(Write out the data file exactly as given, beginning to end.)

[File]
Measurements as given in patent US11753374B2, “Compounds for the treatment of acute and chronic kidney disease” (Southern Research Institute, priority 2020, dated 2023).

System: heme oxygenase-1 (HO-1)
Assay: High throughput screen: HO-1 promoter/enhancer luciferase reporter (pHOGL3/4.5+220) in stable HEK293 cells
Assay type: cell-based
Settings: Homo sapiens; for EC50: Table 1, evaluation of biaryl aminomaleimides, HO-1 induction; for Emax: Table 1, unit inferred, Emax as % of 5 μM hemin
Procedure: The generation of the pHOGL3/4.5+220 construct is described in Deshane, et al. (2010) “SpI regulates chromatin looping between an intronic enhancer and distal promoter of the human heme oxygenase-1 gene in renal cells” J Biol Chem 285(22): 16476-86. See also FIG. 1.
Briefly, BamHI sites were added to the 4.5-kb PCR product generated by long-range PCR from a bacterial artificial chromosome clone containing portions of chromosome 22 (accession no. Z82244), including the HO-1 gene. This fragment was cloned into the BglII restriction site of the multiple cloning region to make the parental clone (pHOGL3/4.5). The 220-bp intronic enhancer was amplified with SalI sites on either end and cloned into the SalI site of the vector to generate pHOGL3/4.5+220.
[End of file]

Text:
Measurements as given in patent US11753374B2, “Compounds for the treatment of acute and chronic kidney disease” (Southern Research Institute, priority 2020, dated 2023).

System: heme oxygenase-1 (HO-1)
Assay: High throughput screen: HO-1 promoter/enhancer luciferase reporter (pHOGL3/4.5+220) in stable HEK293 cells
Assay type: cell-based
Settings: Homo sapiens; for EC50: Table 1, evaluation of biaryl aminomaleimides, HO-1 induction; for Emax: Table 1, unit inferred, Emax as % of 5 μM hemin
Procedure: The generation of the pHOGL3/4.5+220 construct is described in Deshane, et al. (2010) “SpI regulates chromatin looping between an intronic enhancer and distal promoter of the human heme oxygenase-1 gene in renal cells” J Biol Chem 285(22): 16476-86. See also FIG. 1.
Briefly, BamHI sites were added to the 4.5-kb PCR product generated by long-range PCR from a bacterial artificial chromosome clone containing portions of chromosome 22 (accession no. Z82244), including the HO-1 gene. This fragment was cloned into the BglII restriction site of the multiple cloning region to make the parental clone (pHOGL3/4.5). The 220-bp intronic enhancer was amplified with SalI sites on either end and cloned into the SalI site of the vector to generate pHOGL3/4.5+220.